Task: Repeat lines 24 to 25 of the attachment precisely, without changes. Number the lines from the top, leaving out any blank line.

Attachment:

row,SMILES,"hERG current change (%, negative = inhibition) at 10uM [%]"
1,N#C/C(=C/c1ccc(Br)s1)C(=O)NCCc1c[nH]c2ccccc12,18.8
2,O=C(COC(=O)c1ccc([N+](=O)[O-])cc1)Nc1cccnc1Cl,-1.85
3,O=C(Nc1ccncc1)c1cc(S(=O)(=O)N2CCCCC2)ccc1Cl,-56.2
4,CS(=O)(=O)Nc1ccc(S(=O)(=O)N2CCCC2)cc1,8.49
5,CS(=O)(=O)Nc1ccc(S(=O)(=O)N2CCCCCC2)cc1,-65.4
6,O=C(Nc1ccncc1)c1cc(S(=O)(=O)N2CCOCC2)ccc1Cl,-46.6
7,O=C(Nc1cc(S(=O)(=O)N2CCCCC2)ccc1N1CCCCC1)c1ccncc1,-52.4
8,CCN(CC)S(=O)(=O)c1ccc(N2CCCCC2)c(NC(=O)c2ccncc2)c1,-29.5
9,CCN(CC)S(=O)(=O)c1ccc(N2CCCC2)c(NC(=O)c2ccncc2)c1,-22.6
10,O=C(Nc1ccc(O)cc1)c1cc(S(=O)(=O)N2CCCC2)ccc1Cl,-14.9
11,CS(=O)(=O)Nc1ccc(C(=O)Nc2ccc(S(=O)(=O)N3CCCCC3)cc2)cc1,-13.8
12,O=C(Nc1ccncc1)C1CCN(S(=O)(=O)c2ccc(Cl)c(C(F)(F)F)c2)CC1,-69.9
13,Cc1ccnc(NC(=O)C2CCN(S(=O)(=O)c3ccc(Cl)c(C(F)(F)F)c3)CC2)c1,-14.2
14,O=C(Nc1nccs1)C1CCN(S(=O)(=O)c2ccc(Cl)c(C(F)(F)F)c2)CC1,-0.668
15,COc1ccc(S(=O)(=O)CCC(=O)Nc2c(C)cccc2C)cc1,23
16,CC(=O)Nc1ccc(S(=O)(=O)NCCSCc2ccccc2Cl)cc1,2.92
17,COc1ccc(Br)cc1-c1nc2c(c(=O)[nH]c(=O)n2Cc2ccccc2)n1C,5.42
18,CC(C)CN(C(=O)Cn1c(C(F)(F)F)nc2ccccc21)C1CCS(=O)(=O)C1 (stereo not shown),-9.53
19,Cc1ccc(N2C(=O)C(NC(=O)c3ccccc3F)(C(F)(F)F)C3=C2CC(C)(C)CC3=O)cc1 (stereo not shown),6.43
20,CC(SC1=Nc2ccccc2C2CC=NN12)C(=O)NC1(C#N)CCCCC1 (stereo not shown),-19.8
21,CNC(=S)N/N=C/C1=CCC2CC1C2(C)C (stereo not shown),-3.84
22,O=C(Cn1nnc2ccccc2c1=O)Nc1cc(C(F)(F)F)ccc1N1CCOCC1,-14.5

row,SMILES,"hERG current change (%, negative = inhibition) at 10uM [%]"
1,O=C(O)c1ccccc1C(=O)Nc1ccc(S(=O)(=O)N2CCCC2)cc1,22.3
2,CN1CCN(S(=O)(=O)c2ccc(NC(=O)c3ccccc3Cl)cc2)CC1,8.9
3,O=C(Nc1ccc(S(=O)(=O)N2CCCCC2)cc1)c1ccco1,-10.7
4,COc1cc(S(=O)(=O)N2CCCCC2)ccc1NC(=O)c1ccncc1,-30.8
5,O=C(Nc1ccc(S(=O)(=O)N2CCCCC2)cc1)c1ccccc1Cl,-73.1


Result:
row,SMILES,"hERG current change (%, negative = inhibition) at 10uM [%]"
1,O=C(O)c1ccccc1C(=O)Nc1ccc(S(=O)(=O)N2CCCC2)cc1,22.3